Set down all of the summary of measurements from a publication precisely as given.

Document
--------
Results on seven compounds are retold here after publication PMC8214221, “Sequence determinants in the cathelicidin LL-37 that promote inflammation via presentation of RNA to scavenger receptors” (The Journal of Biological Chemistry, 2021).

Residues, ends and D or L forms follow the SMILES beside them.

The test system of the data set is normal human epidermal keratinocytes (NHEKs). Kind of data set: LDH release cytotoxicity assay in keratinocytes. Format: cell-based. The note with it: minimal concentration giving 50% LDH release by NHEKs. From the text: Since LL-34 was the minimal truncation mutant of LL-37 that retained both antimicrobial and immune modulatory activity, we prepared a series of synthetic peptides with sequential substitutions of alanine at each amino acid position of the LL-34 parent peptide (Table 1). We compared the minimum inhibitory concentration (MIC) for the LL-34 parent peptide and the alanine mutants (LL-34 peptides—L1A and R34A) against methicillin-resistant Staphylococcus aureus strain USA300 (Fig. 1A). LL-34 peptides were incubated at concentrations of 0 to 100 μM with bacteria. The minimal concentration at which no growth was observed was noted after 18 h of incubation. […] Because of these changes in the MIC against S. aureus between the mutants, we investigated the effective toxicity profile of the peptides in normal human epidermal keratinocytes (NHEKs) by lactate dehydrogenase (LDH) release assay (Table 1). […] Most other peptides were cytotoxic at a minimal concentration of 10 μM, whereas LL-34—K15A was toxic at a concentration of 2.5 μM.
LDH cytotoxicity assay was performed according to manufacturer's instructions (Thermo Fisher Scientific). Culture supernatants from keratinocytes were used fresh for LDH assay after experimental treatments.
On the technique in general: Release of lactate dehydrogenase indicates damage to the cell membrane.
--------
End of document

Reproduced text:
Results on seven compounds are retold here after publication PMC8214221, “Sequence determinants in the cathelicidin LL-37 that promote inflammation via presentation of RNA to scavenger receptors” (The Journal of Biological Chemistry, 2021).

Residues, ends and D or L forms follow the SMILES beside them.

The test system of the data set is normal human epidermal keratinocytes (NHEKs). Kind of data set: LDH release cytotoxicity assay in keratinocytes. Format: cell-based. The note with it: minimal concentration giving 50% LDH release by NHEKs. From the text: Since LL-34 was the minimal truncation mutant of LL-37 that retained both antimicrobial and immune modulatory activity, we prepared a series of synthetic peptides with sequential substitutions of alanine at each amino acid position of the LL-34 parent peptide (Table 1). We compared the minimum inhibitory concentration (MIC) for the LL-34 parent peptide and the alanine mutants (LL-34 peptides—L1A and R34A) against methicillin-resistant Staphylococcus aureus strain USA300 (Fig. 1A). LL-34 peptides were incubated at concentrations of 0 to 100 μM with bacteria. The minimal concentration at which no growth was observed was noted after 18 h of incubation. […] Because of these changes in the MIC against S. aureus between the mutants, we investigated the effective toxicity profile of the peptides in normal human epidermal keratinocytes (NHEKs) by lactate dehydrogenase (LDH) release assay (Table 1). […] Most other peptides were cytotoxic at a minimal concentration of 10 μM, whereas LL-34—K15A was toxic at a concentration of 2.5 μM.
LDH cytotoxicity assay was performed according to manufacturer's instructions (Thermo Fisher Scientific). Culture supernatants from keratinocytes were used fresh for LDH assay after experimental treatments.
On the technique in general: Release of lactate dehydrogenase indicates damage to the cell membrane.